Think about why you became a financial advisor. What is the purpose of your practice?
If you are like most financial advisors, you didn’t choose this route so you could develop and deploy the latest and greatest back-end IT solutions or plan the smallest details of your next client appreciation seminar. You chose this profession because you enjoy your clients. You enjoy solving challenges, reducing anxiety and fear and helping people achieve and succeed.
From my perspective, I see the purpose of your business as providing financial solutions to meet your clients’ needs: making a difference in their lives. You also want to enjoy your own financial and professional success. Would you spend more time dedicated to your purpose if you could spend less time running every aspect of your business?
There may very well be a way to achieve those goals: outsourcing one or more functions that require specialized expertise that may not reside in your business and you are unlikely to hire. Outsourcing certain capabilities can be just as important to your business as how well you personally serve the client.
For example, when you go to the doctor, you go because she was either a referral or because she is qualified within her specialty. Somehow, you’ve developed confidence in her judgment through the degrees earned, through other patients and through her research and published articles. When you visit the doctor and she draws blood, she doesn’t immediately disappear into the lab to process the results. She packages it and sends it to a lab especially for the purpose of achieving that analysis. She’s outsourcing this service to specialists who efficiently send back a detailed analysis. The same is true of radiology or physical therapy—you do not lose any confidence in the doctor because you are referred out for particular services. Rather, it is the doctor’s way of managing the client service to better understand the issues and deliver desired outcomes.
If you choose to do everything in your business yourself, you may not be able to do everything that is needed for your client. Going back to the doctor analogy, this is why, in certain instances, your doctor may send you to a radiology lab. A doctor doesn’t want to do everything and actually realizes that doing everything diminishes patient service and even creates liability. So when she orders a scan, she relies on the radiologist, a specialist, to interpret the results and provide an understanding of the cause of your symptoms. This is not unlike our business, where there’s a responsibility for putting client interests first, with managing the money and a heightened standard of ongoing due diligence.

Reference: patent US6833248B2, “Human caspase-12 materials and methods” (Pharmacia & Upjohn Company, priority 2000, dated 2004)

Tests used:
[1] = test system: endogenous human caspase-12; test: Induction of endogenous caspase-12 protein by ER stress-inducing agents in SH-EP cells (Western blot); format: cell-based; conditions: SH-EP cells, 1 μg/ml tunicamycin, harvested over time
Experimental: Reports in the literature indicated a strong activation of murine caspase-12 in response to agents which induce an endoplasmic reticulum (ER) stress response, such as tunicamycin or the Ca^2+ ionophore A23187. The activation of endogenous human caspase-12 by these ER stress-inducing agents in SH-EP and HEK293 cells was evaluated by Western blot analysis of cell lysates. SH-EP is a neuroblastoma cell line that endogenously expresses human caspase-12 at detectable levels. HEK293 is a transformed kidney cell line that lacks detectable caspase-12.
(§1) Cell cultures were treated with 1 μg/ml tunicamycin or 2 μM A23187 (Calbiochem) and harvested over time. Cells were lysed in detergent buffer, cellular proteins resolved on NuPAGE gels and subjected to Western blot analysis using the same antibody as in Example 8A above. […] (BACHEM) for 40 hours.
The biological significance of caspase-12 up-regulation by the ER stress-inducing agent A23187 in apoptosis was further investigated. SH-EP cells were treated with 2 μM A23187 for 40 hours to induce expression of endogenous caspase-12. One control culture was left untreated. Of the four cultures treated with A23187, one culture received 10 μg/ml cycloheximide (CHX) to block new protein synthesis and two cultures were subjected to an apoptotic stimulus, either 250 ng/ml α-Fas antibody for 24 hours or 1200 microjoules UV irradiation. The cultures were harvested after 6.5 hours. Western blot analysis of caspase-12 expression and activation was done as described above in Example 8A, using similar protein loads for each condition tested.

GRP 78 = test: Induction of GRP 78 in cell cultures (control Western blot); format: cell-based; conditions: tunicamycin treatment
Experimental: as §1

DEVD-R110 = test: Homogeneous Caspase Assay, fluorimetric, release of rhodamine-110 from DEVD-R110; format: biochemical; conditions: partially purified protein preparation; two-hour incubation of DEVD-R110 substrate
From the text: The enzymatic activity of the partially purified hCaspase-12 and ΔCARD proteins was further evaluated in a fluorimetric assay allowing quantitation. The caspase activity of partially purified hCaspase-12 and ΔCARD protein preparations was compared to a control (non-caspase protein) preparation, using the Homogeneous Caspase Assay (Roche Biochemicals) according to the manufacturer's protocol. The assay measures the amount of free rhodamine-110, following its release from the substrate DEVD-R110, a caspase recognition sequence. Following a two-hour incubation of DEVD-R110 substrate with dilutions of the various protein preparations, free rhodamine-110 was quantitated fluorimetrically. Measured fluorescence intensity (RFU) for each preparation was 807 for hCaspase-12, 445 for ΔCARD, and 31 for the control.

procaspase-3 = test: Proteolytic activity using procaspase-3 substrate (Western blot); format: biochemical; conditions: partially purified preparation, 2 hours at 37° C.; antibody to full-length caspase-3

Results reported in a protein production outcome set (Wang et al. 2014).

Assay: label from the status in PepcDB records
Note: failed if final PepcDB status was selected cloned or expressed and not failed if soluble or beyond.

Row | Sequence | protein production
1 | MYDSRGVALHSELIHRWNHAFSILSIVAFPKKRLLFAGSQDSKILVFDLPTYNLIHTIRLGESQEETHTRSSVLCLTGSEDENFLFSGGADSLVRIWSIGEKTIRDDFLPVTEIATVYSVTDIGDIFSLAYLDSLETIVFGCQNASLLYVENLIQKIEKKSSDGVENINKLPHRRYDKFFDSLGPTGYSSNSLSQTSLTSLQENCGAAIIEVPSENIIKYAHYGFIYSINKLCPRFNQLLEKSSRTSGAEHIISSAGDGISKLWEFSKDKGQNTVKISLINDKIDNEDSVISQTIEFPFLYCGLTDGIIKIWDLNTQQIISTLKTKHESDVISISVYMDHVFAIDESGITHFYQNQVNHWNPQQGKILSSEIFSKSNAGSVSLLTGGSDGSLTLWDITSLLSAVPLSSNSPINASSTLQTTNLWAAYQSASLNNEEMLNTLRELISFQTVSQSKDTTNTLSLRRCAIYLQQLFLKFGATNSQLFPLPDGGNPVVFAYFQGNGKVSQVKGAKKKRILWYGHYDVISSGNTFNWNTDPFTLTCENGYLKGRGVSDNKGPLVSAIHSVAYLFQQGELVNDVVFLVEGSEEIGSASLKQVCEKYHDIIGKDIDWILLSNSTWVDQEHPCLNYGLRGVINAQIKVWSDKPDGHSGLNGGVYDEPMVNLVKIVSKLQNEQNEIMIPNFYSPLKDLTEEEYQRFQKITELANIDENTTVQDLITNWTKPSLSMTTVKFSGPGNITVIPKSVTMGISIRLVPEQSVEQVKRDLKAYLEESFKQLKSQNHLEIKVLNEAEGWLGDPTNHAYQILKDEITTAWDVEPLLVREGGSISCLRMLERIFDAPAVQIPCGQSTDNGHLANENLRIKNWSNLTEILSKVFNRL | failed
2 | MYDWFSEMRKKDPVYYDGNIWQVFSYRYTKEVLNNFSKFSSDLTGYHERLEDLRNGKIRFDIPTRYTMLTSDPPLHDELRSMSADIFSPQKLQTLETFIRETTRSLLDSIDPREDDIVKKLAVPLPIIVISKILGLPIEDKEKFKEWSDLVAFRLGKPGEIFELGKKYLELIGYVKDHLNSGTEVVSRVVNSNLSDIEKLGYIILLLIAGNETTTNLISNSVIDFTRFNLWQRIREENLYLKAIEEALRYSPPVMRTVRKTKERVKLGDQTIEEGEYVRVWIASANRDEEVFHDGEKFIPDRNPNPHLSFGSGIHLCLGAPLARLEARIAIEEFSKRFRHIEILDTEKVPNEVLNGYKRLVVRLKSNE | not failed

Doctors are professional service providers caring for clients, much like you. Typically, they want to run bigger, more efficient practices. They add staff and internal resources, and the best ones leverage third-party specialist providers. They work smarter, not harder.
What outsourced services do advisors seek? That depends on their strengths and resources. For some advisors, outsourcing asset management or back-end operations may allow them to scale operations and devote more time to client management. There is a growing trend in this area: 31% of advisory firms outsource asset and investment management services, and another 21% are considering it, according to the Genworth Wealth Management Quantuvis Best Practices Study: Business Performance, 2009. Outsourcing these and other business functions—such as IT and even human resources—can increase your business’ capacity and revenue.
Because of my diverse background, I tend to see everything as analogies and look at everything through the lens of business process. I encourage you to do the same: examine your business as a set of processes and see where it makes sense to do things in house. From that perspective, you’d probably consider it a poor practice to create a process on which you can’t make money and, yet, so many advisors do exactly this. Outsourcing, in my opinion, gives you more opportunity to work with people, build lasting relationships and make a difference in your clients’ lives.
As a CEO it’s no different for me. I strive to live this concept in my work by constantly leveraging my team. And I think the key to making our company a great partner is aligning our objectives with those of the advisors who work with us: people like you. Ultimately, we both want to make a difference in investors’ lives and grow our businesses in the process. We believe in serving those who make a positive difference for their clients.
What is the purpose of your practice?